Friday, April 22, 2005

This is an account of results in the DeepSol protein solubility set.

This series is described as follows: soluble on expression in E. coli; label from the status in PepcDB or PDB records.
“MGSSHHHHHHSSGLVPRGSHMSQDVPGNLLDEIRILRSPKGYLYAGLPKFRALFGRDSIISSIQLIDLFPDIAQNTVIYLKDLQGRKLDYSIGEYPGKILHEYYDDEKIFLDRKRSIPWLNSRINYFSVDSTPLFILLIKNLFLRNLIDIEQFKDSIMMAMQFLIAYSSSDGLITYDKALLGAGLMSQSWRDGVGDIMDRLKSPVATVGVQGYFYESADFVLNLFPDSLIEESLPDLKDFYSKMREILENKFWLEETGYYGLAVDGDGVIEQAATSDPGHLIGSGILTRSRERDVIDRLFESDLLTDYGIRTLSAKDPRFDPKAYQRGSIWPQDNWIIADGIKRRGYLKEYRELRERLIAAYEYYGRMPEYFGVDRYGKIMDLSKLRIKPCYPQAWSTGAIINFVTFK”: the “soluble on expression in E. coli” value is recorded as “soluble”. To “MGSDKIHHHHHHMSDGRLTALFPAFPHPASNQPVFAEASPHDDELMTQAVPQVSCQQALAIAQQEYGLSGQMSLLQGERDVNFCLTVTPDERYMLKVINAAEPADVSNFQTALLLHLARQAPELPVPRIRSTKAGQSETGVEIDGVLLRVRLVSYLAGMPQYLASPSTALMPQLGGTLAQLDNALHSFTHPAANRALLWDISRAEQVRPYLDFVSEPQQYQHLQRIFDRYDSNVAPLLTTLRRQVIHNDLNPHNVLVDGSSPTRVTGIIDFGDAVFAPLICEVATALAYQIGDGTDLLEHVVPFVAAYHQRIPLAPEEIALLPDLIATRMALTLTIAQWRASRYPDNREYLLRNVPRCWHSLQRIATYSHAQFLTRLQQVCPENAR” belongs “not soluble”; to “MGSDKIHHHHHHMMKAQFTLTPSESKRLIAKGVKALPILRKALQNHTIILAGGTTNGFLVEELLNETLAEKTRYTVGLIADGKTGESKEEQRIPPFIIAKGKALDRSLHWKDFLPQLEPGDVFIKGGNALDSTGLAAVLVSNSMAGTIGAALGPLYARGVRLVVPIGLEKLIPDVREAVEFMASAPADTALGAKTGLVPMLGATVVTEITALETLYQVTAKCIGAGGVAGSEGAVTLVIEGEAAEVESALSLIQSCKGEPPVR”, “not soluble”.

After looking at the map, we realized that Canyonlands was too far from here. We'll visit that park from Moab, our next stop. So, we worked till 1 or so, then walked across the street to the John Wesley Powell museum. Now there was a driven man! I took a raft trip down the Grand Canyon once. That was in a large inflatable boat with a motor and a guide who knew every rock in every rapid, and it was still scary at points. John Wesley Powell did it in wooden boats with oars in 1869 when the Green River and the Colorado river were big blank areas on the map. AND ... he had lost an arm in the Civil War - what a story. Anyway, we enjoyed the museum and then asked the woman at the front desk what she might suggest as a local drive since we weren't going to go to the National Park. She had a couple suggestions, but then concluded by saying, in a rather unenthusiastic tone, that the easiest drive for a couple hours would be north along the Green River. I so often find the most magical of experiences are the totally unplanned, unexpected ones. We drove up the nice paved road about 5 miles and came to a BLM (Bureau of Land Management) campground right on the river. We stopped and let Odie run on the beach. It's so much fun to set the camera to 'action' and hold down the shutter release,letting it snap away. What a nice place to camp! No hookups, of course, but it's free for up to 10 days to stay on BLM land like this. Maybe next year we'll have solar power and can take advantage of sites like this. But, we also need phone - cell phone service *rarely* reaches places like this. We're hoping that Voice over IP will someday be good enough over our satellite Internet connection. We continued up the river where the dirt road got pretty bad - but our Honda had no trouble. Then we stopped at another parking area and started walking toward the river. We noticed a couple of boats that were beached there. We debated about walking back to the car - not wanting to upset the boaters' solitude, but Odie had run ahead - it was too late. The guys waved and said 'hullo', so we continued on. Meet Billy and Ernie. They'd been on the river for a week. They were stopped here for their last night before the takeout point just a couple miles down the river. Two more hospitable guys you can never hope to meet. They pulled out chairs, gave Jim a beer, and me a Crown Royal! I think they would have rolled out a red carpet if they had one. And we chatted for the better part of 2 hours. They were on a 'boatman's holiday' since they are both river guides in Maine. They mentioned the Penobscot river. We'll have to try to look them up when we make it to Maine - hopefully this fall. They said this trip had been wonderful. I especially liked how they referred to this *muddy* water as a 'golden river'! They've done many river trips out west - when I asked what was their favorite, they both instantly replied - the Grand Canyon. We finally let them have their peace and solitude back and drove back to that beach to sit and read aloud from Edward Abbey's 'Desert Solitude'. One thing we're missing by traveling this northern route that we did, is Monument Valley. But, looking at this view, I decided we didn't miss anything! What a magical day.